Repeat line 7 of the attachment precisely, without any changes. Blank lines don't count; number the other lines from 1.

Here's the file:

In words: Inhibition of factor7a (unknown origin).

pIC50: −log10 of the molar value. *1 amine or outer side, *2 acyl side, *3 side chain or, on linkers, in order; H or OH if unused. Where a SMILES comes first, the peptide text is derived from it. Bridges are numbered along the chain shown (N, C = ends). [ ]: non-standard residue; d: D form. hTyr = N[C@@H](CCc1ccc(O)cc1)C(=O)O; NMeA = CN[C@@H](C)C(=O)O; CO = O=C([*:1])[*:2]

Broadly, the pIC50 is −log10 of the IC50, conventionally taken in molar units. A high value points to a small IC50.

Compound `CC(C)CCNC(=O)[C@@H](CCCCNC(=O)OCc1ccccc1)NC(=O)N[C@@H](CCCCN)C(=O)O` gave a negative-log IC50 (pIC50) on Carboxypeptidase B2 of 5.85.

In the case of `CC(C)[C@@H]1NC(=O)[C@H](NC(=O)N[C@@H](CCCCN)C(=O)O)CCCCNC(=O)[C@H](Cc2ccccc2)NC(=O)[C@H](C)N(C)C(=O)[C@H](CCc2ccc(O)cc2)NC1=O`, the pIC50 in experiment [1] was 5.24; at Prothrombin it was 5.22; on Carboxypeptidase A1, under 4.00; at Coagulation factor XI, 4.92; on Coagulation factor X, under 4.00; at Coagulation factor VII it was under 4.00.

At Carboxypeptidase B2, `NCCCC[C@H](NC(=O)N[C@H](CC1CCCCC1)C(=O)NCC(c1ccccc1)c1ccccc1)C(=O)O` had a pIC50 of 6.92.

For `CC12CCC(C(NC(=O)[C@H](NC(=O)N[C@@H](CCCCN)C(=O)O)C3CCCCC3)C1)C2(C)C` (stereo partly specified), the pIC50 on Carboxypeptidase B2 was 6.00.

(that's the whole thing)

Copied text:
For `CC12CCC(C(NC(=O)[C@H](NC(=O)N[C@@H](CCCCN)C(=O)O)C3CCCCC3)C1)C2(C)C` (stereo partly specified), the pIC50 on Carboxypeptidase B2 was 6.00.